Hazardous Drugs Handling in Healthcare Settings

USP General Chapter- 800 provides standards for safe handling of hazardous drugs to minimize the risk of exposure to healthcare personnel, patients and the environment.

The National Institute for Occupational Safety and Health (NIOSH) considers a drug to be hazardous if it exhibits one or more of the following characteristics in humans or animals:

  • carcinogenicity,
  • teratogenicity or developmental toxicity,
  • reproductive toxicity,
  • organ toxicity at low doses,
  • genotoxicity, or 
  • structure and toxicity profiles of new drugs that mimic existing hazardous drugs.

USP General Chapter <800> describes requirements including responsibilities of personnel handling hazardous drugs;

  • facility and engineering controls;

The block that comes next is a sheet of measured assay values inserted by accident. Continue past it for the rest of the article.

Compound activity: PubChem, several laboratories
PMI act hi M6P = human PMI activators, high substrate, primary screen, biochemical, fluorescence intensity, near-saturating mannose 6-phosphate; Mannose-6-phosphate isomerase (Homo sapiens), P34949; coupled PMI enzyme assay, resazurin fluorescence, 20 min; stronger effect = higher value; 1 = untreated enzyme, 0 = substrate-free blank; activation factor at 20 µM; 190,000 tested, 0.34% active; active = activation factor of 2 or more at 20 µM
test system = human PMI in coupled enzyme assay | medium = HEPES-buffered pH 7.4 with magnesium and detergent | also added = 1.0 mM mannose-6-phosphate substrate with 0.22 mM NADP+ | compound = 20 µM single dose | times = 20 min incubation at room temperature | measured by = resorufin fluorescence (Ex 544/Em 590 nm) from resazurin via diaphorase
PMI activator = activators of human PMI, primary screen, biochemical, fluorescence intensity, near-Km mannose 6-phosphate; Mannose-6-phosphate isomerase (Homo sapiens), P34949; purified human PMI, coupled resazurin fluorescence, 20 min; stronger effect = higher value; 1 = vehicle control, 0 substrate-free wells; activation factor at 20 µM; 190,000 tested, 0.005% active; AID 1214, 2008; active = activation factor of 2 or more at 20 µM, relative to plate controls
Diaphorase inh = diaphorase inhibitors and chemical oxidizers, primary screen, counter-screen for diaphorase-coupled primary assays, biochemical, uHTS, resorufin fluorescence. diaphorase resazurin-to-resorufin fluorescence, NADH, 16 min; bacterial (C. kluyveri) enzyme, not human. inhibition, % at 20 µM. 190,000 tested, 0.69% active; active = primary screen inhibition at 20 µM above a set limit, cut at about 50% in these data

• procedures for deactivating, decontaminating and cleaning;
  • spill control; and 
  • documentation.

These standards apply to all healthcare personnel who receive, prepare, administer, transport or otherwise come in contact with hazardous drugs and all the environments in which they are handled.

 General Chapter <800> is informational and not compendially applicable.

USP Education – Courses on Compounding and Handling Hazardous Drugs Available as on-demand and live offerings. Live courses are offered twice a year.

Visit USP Events Calendar for scheduled USP Education courses.

The course will describe the standards to protect personnel, patients, and the environment when handling hazardous drugs (HDs).

Handling HDs includes, but is not limited to, the receipt, storage, compounding, dispensing, administration, and disposal of sterile and nonsterile products and preparations.

The course will provide an overview of the chapter and describe personnel responsibilities and educational expectations.

It will also cover facility design, engineering control, and documentation requirements.

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